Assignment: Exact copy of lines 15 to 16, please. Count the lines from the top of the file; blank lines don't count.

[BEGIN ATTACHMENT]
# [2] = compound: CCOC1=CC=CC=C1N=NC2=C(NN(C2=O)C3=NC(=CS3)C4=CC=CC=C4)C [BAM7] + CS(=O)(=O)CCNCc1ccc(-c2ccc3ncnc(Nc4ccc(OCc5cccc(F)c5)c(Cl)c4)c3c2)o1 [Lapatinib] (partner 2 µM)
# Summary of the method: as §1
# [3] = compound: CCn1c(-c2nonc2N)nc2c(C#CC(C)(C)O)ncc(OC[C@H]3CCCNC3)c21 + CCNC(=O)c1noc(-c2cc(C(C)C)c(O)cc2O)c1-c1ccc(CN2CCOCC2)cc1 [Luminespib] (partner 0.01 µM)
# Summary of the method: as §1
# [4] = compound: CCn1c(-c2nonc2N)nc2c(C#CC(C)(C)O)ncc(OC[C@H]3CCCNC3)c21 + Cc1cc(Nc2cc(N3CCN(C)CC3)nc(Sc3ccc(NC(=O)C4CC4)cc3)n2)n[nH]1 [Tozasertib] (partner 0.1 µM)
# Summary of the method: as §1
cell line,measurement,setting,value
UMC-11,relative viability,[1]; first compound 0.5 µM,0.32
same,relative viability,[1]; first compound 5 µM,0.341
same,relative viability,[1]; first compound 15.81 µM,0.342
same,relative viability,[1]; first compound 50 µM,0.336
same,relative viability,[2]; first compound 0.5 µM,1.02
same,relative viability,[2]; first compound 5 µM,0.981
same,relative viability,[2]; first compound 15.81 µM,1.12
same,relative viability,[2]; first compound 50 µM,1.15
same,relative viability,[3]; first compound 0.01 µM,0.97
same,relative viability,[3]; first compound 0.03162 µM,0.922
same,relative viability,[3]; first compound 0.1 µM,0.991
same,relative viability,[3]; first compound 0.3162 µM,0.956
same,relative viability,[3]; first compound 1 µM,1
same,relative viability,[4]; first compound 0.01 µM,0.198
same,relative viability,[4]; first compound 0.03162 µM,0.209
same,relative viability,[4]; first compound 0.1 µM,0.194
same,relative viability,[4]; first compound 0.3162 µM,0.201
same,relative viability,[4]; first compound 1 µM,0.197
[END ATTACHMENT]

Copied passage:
same,relative viability,[2]; first compound 50 µM,1.15
same,relative viability,[3]; first compound 0.01 µM,0.97